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Pure and Cross Dextral Visual Strategies: You Are ONE or the OTHER - Visual Training for Tennis
In general, eye dominance goes along with handedness. In other words, lefties' left eyes are more likely to be dominant while righties' right eyes are likely to be dominant. But there are many exceptions to this rule. For example, according to one study, about 35% of right-handers and 57% of left-handers are left eye dominant.
~Troy Bedinghouse, O.D.
Things get even more complicated if you're ambidextrous (a switch hitter), or use different hands for writing and throwing. According to one review, 28.8% of left-handers and 1.6% of right-handers by writing were inconsistent for throwing. For this group, it's almost impossible to correlate handedness and eye dominance.
Dominant Eye Does Most of the Seeing
Your dominant eye gathers the bulk of the information about the ball. Everyone has a dominant eye that processes information to the brain just a few milliseconds faster than their non-dominant eye. "The dominant or sighting eye also guides the movement and fixations of the other eye." (Kluka, 1991). The combination of eye and hand dominance has been a topic of a recent study of golf putting (Steinberg, Frehlich, & Tennant, 1995). It was found that those who are pure dextral (same eye dominance has their hand dominance right eye/right hand, left eye/left hand), are best advised to focus on the space between the ball and the striking implement. This would seem to empower the use of peripheral vision. Cross dextral (right/left, left/right) people perform equally well attempting to focus directly on the ball, or at a place between ball and striking implement. In plain English, if your dominant eye is on the opposite side from your dominant arm, then you will be more successful focusing directly on the ball. If your dominant eye is on the same side as your dominant arm, then you may be best advised to focus at a place between the final bounce, and the contact with the ball to allow for greater use of peripheral vision. Thus, 'keep your eye on the ball', might not be the best advice for everyone.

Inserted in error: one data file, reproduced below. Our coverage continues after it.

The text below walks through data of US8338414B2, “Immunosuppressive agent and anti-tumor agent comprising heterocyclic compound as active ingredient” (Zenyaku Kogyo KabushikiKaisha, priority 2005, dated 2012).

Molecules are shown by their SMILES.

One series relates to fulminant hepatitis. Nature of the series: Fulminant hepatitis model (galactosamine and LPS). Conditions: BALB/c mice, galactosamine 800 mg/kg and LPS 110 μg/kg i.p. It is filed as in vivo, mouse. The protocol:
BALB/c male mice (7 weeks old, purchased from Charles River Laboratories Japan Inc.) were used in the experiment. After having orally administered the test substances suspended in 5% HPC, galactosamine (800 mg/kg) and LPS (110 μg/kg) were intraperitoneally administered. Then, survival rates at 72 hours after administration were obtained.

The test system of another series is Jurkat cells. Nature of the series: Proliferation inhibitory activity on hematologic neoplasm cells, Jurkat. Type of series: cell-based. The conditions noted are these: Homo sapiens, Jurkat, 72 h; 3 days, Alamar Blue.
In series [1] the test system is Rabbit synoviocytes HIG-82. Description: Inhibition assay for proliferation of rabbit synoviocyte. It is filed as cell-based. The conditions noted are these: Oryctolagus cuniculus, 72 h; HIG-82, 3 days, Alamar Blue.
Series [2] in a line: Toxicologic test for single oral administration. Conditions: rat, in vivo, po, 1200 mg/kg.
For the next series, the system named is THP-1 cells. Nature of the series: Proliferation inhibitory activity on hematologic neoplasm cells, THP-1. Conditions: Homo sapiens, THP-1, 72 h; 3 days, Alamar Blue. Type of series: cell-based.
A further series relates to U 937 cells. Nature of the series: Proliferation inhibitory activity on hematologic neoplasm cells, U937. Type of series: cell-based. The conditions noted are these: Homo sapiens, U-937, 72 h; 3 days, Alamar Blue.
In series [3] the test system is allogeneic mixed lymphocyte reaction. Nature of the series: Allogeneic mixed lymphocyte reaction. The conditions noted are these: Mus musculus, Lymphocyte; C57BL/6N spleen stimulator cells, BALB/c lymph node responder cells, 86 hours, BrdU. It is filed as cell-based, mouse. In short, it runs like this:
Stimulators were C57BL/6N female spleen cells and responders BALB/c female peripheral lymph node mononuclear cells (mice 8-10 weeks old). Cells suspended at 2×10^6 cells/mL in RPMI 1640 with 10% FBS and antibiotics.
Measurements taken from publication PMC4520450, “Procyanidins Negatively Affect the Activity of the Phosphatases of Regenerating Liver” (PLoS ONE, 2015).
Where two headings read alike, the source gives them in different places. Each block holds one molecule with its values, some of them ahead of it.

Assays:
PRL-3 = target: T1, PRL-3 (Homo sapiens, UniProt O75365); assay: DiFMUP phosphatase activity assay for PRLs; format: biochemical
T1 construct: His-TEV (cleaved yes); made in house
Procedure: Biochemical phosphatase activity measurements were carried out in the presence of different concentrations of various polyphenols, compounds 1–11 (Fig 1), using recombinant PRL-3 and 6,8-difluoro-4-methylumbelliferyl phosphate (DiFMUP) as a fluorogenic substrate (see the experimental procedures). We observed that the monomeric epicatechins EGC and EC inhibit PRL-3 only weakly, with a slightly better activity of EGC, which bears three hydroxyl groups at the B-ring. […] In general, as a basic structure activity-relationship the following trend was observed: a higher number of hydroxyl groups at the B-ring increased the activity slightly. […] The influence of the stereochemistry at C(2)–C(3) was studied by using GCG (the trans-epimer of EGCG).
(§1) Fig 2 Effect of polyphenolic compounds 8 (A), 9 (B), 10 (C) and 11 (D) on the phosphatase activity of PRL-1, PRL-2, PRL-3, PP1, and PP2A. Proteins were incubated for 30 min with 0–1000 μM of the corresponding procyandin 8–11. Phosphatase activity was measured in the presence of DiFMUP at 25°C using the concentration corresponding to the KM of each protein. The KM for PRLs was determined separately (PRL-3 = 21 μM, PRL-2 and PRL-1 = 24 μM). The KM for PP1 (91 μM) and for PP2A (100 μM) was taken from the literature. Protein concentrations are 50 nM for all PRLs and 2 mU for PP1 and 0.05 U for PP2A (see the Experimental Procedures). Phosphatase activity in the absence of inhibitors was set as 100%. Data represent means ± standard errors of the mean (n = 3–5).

Discover Eye Dominance